Jack London As Father
LiveAuctionTalk.com: by Rosemary McKittrick
Photo courtesy of PBA Galleries.
We sometimes learn more about the personality of gifted writers through their private letters than through their prized writings. The letters between Jack and daughter Joan London are a good example.
London’s adventure novels made him one of America’s best loved writers. His tales captivated this country and he passed away at age 40 in 1916.
Joan was his eldest daughter. She was born Jan. 15, 1901. Her father was so taken with the child he kept a special photo album close by just to honor her.
He also left the family when she was three-years-old. Joan and her younger sister Becky (Bess) lived with their mother in Oakland, Calif., and then Piedmont. London visited when he could. But there were years with little or no contact. Letters were few and brief.
Jack London was famous. For Joan he was just daddy. What gets revealed in her letters is a daughter longing for the presence and attention of that legendary missing daddy.
As a product of a broken home, their relationship was troubled.
“How did my father feel toward me, us? Surely he loved us,” she said. “How could he have abandoned us, rejected us when we were so young, so vulnerable?”
As the daughter of a legendary writer, much was expected of Joan. The biggest push came from Joan herself.
As an adult she worked as a researcher and director of publications for the California State Federation of Labor. She also wrote “Jack London and his Times” a literary biography and co-authored “So Shall Ye Reap: The Story of Cesar Chavez and the Farm Workers’ Movement.” Joan also published essays, poems, short stories and a novel entitled, “Sylvia Coventry.”
Jack and Bessie London’s divorce was messy. The young sisters were caught in the middle and their mother was determined to rebuild their lives without him. Joan’s conflicting loyalties never seemed to end.
“Years ago I warned your mother that if I were denied the opportunity of forming you, sooner or later I would grow disinterested in you…Your mother today understands me no more than she ever understood me—which is no understanding at all,” London writes to his daughter.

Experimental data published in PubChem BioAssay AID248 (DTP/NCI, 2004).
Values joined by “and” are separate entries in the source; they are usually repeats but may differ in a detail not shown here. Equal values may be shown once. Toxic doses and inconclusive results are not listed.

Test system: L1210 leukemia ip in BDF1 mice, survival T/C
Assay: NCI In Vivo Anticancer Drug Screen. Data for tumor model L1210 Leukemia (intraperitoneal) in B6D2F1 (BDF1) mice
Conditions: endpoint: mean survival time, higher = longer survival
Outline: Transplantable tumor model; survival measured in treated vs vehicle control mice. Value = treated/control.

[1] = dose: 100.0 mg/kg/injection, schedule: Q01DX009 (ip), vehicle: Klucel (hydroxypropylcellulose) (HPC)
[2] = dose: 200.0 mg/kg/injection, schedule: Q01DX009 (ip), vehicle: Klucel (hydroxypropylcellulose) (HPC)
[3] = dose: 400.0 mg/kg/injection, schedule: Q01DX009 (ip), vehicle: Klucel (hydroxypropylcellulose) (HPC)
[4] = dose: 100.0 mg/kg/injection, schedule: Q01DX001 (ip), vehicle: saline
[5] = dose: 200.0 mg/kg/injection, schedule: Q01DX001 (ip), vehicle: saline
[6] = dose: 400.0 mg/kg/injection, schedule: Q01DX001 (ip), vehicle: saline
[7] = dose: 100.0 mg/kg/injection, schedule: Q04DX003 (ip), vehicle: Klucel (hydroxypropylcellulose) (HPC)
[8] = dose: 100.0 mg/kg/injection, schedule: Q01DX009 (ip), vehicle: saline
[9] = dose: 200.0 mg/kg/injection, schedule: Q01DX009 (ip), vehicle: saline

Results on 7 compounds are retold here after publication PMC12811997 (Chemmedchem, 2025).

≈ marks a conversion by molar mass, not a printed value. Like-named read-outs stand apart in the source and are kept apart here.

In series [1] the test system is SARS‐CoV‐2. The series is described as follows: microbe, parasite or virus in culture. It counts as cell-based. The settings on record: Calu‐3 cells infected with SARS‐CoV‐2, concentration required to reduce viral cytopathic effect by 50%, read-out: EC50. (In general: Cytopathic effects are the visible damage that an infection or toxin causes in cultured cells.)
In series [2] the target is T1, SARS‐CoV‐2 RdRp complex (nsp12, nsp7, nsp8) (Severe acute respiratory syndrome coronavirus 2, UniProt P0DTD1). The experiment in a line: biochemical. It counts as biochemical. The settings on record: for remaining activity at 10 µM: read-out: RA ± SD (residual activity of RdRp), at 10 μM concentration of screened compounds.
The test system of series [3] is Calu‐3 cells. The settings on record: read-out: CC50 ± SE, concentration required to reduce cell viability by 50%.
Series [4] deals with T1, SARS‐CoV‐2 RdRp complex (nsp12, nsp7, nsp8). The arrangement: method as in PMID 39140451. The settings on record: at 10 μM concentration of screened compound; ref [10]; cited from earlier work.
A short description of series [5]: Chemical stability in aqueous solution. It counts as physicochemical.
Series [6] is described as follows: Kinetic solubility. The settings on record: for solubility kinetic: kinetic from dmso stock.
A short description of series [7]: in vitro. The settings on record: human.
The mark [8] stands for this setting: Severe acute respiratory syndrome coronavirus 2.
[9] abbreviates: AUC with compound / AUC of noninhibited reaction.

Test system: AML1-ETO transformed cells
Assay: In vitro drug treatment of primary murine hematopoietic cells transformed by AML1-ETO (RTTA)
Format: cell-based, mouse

Her letters reflect the anguish of a child waiting for the check to arrive.
“Daddy, did you overlook those bills that I sent you for the gym when I sent those for dancing school?...Daddy, I had to stop my music lessons but mother says that you must have a reason for it,” she writes.
Joan speaks about how her father receded from her in time and distance. His voice and laughter grew fainter. Pictures she stored in her memory of him faded. And the sense of loss around him never really diminished.
“Daddy what has happened to you? You said that you would be down in about two weeks,” she writes.
The correspondence offers interesting insights into the evolving relationship between a father and daughter.
“I read in a newspaper that he had become the highest paid author in America,” Joan writes. “Surely, though, no other literary man, with the possible exception of Balzac, was to mismanage his financial affairs more completely.”
Joan London died in 1971.
The archive of approximately 60 autograph letters, notes and postcards from Joan London to her father Jack London went on the block on April 12 at PBA Galleries, San Francisco. Each was addressed to Daddy or Dad.
The dates of the letters range from 1906 to 1916, three weeks before his death. With the correspondence were transcriptions of 23 letters from Jack to Joan.
The archive sold for $18,000.